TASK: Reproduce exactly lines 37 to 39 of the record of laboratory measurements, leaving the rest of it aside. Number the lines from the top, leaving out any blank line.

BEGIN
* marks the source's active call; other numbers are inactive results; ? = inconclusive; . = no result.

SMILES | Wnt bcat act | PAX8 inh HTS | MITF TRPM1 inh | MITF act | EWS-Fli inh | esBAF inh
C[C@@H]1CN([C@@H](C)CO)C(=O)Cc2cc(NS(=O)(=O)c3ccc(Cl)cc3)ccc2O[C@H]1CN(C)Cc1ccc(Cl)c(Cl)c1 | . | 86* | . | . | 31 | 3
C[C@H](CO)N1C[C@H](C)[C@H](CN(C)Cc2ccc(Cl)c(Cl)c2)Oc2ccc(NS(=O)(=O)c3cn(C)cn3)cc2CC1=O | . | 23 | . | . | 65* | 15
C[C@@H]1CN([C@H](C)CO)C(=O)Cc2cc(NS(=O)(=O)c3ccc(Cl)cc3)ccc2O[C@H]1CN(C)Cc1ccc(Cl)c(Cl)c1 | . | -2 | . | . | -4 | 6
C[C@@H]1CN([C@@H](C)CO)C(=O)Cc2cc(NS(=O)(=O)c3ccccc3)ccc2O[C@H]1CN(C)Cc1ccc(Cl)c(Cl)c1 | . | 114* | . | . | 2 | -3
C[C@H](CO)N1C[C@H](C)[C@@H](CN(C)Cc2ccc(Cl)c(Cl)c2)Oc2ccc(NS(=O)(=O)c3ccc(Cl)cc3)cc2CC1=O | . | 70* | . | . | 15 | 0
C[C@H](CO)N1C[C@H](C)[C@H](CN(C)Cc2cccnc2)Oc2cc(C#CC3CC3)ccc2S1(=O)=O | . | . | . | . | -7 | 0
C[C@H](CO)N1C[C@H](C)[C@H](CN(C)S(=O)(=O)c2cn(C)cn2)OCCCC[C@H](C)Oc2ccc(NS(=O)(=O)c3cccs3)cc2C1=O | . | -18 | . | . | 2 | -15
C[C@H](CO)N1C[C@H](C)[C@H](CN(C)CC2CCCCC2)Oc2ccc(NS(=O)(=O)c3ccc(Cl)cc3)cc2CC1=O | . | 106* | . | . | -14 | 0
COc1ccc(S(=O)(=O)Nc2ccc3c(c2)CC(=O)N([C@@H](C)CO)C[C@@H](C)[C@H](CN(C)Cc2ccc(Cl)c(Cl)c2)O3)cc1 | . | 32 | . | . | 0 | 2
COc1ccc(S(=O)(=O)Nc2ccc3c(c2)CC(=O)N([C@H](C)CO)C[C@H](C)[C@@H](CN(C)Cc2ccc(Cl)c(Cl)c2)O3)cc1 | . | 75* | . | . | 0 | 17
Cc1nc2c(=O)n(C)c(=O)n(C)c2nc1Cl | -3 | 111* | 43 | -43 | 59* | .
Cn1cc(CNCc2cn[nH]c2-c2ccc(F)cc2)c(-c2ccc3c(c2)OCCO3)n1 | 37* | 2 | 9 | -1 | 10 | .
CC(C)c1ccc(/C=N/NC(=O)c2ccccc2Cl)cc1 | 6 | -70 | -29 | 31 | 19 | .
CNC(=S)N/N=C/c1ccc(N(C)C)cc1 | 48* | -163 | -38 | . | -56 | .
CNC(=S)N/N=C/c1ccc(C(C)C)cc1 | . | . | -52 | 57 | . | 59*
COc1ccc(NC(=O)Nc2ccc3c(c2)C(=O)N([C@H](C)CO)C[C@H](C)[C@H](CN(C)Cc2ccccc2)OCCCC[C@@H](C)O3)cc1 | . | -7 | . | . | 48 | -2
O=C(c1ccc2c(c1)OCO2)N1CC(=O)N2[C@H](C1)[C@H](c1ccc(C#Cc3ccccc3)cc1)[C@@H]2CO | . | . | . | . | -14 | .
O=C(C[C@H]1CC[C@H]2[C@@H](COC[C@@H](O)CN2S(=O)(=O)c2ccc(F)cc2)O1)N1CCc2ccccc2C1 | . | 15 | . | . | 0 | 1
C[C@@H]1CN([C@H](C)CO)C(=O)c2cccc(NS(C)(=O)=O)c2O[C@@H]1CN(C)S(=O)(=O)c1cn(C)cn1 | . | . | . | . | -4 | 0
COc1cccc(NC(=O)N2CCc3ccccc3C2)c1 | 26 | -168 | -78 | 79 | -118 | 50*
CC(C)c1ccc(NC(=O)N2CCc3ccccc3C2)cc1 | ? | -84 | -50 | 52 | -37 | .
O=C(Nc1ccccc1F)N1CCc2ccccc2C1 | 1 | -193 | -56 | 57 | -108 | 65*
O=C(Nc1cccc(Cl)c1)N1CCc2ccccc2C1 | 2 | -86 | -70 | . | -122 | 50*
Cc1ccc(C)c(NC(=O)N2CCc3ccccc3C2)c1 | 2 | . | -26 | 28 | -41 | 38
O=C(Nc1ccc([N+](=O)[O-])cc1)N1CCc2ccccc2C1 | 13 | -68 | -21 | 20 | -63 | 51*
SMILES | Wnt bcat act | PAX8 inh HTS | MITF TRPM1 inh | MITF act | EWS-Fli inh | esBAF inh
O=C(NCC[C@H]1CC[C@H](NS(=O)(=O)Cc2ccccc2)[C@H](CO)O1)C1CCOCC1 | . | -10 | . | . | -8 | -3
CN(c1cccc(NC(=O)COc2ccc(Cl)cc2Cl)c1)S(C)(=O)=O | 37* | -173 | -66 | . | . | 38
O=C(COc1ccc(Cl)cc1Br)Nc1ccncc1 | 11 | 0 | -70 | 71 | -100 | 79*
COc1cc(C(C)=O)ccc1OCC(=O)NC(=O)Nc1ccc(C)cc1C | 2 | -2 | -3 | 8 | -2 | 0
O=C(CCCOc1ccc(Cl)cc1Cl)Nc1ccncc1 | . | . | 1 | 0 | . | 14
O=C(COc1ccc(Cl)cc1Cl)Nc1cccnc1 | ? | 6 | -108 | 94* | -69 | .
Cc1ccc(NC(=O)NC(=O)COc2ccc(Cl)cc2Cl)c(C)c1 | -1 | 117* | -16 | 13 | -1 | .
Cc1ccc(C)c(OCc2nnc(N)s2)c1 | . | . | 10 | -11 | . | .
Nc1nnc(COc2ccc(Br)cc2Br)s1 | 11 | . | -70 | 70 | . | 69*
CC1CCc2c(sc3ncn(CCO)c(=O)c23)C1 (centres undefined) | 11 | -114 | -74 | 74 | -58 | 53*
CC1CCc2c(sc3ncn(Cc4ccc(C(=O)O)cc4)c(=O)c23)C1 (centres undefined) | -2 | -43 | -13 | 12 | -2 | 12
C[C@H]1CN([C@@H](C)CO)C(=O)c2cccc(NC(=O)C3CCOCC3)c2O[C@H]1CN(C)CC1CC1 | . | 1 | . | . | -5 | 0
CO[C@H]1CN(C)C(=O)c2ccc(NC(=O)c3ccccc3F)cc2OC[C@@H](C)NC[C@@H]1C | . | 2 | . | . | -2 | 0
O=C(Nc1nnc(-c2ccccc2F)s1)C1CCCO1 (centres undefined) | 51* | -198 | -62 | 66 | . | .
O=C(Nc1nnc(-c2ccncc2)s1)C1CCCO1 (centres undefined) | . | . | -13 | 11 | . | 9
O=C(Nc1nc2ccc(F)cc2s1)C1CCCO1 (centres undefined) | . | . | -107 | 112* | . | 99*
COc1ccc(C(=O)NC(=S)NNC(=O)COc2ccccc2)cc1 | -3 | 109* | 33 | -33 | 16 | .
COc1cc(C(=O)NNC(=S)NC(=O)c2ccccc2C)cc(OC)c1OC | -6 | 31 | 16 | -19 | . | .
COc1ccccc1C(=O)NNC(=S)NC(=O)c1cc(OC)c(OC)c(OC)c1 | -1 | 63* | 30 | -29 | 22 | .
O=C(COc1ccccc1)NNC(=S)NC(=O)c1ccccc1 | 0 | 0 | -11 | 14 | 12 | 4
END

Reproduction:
Nc1nnc(COc2ccc(Br)cc2Br)s1 | 11 | . | -70 | 70 | . | 69*
CC1CCc2c(sc3ncn(CCO)c(=O)c23)C1 (centres undefined) | 11 | -114 | -74 | 74 | -58 | 53*
CC1CCc2c(sc3ncn(Cc4ccc(C(=O)O)cc4)c(=O)c23)C1 (centres undefined) | -2 | -43 | -13 | 12 | -2 | 12